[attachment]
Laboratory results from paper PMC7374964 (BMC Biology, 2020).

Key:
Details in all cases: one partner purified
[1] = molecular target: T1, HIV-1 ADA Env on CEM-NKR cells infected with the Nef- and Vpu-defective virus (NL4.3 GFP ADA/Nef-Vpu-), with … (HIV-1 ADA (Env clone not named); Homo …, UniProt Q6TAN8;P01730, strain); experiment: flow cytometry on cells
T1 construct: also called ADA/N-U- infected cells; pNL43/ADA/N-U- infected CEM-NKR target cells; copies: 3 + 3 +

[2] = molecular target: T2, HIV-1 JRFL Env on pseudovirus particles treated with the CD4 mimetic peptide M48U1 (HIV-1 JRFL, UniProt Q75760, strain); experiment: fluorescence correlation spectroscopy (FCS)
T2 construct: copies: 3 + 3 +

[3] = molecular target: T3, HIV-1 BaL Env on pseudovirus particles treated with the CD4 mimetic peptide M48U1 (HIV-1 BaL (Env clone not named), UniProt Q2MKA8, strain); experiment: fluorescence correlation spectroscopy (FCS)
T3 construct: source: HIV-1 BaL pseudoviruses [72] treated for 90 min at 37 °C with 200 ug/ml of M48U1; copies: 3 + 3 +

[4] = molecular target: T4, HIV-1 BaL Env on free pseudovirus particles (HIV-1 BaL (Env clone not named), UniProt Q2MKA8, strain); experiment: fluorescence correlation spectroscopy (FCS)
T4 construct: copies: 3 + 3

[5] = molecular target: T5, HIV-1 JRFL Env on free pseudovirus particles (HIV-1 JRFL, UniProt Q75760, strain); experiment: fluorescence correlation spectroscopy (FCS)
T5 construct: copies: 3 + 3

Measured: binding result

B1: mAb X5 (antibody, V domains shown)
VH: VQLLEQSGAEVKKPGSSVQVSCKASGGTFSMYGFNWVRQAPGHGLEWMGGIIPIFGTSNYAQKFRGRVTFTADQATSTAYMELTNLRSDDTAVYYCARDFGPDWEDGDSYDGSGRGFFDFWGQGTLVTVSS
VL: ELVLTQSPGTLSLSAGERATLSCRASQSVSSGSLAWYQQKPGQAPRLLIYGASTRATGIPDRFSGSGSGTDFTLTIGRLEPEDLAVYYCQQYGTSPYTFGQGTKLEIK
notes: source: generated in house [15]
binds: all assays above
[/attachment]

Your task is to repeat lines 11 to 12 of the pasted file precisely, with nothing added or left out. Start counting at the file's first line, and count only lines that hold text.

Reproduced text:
T4 construct: copies: 3 + 3

[5] = molecular target: T5, HIV-1 JRFL Env on free pseudovirus particles (HIV-1 JRFL, UniProt Q75760, strain); experiment: fluorescence correlation spectroscopy (FCS)